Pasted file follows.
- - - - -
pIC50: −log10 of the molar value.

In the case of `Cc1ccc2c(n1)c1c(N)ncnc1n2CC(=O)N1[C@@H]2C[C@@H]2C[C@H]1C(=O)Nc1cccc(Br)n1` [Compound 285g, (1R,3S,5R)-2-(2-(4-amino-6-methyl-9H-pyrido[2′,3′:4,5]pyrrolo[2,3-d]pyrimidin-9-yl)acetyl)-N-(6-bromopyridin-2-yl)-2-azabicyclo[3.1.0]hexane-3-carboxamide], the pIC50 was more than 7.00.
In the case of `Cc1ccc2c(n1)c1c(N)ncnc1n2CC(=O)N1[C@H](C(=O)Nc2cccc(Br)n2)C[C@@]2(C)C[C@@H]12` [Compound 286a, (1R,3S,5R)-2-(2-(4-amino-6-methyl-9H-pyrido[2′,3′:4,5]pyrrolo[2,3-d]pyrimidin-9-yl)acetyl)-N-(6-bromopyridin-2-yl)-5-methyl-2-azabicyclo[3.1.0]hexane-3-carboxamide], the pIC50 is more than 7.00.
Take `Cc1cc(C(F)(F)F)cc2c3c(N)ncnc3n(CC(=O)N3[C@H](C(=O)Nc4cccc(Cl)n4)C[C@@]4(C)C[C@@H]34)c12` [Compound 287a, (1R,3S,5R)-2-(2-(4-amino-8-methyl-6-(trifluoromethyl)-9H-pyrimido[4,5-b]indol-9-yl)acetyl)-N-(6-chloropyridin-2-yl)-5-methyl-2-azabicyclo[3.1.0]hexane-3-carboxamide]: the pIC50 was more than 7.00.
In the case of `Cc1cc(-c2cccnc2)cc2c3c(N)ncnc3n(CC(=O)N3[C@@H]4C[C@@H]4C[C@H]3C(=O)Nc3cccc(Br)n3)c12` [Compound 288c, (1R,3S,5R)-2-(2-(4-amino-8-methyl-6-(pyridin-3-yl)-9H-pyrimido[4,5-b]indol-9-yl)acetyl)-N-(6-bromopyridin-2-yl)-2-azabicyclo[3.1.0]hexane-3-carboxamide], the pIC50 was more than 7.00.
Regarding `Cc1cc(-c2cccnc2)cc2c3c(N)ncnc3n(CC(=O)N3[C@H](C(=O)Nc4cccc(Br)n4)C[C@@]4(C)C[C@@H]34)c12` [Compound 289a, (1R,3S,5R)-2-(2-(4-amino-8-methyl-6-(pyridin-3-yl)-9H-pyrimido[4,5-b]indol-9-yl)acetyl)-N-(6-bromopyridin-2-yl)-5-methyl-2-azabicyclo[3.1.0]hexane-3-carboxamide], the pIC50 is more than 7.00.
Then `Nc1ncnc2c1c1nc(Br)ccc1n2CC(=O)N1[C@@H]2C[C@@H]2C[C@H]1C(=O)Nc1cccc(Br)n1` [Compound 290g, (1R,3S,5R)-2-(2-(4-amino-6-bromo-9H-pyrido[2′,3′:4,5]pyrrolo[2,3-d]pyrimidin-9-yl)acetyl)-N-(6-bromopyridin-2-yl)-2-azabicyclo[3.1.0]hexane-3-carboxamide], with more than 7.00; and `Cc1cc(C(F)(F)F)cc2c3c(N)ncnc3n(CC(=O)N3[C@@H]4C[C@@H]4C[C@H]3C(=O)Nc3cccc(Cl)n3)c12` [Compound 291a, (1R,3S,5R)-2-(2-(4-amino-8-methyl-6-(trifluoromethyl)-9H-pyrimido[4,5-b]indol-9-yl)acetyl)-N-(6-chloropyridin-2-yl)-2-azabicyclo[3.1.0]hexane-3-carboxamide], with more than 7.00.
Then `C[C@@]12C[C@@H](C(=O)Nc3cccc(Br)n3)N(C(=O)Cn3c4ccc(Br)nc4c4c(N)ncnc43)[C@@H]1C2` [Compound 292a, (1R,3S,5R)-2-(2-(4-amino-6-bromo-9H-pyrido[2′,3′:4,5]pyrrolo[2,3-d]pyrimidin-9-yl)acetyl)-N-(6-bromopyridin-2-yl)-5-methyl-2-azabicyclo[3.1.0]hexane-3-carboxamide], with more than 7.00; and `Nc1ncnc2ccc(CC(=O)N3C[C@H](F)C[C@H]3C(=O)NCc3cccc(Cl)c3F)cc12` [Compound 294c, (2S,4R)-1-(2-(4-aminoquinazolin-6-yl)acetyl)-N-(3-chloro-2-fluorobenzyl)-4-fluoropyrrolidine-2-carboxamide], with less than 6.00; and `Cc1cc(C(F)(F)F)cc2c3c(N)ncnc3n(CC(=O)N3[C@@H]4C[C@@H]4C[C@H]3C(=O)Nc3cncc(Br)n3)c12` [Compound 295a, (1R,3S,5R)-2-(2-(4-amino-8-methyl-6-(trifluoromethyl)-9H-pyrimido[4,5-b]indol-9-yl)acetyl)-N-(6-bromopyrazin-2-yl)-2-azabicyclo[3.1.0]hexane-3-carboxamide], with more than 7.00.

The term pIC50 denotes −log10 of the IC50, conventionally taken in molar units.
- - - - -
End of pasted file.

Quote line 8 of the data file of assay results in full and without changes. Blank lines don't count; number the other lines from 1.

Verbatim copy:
Then `C[C@@]12C[C@@H](C(=O)Nc3cccc(Br)n3)N(C(=O)Cn3c4ccc(Br)nc4c4c(N)ncnc43)[C@@H]1C2` [Compound 292a, (1R,3S,5R)-2-(2-(4-amino-6-bromo-9H-pyrido[2′,3′:4,5]pyrrolo[2,3-d]pyrimidin-9-yl)acetyl)-N-(6-bromopyridin-2-yl)-5-methyl-2-azabicyclo[3.1.0]hexane-3-carboxamide], with more than 7.00; and `Nc1ncnc2ccc(CC(=O)N3C[C@H](F)C[C@H]3C(=O)NCc3cccc(Cl)c3F)cc12` [Compound 294c, (2S,4R)-1-(2-(4-aminoquinazolin-6-yl)acetyl)-N-(3-chloro-2-fluorobenzyl)-4-fluoropyrrolidine-2-carboxamide], with less than 6.00; and `Cc1cc(C(F)(F)F)cc2c3c(N)ncnc3n(CC(=O)N3[C@@H]4C[C@@H]4C[C@H]3C(=O)Nc3cncc(Br)n3)c12` [Compound 295a, (1R,3S,5R)-2-(2-(4-amino-8-methyl-6-(trifluoromethyl)-9H-pyrimido[4,5-b]indol-9-yl)acetyl)-N-(6-bromopyrazin-2-yl)-2-azabicyclo[3.1.0]hexane-3-carboxamide], with more than 7.00.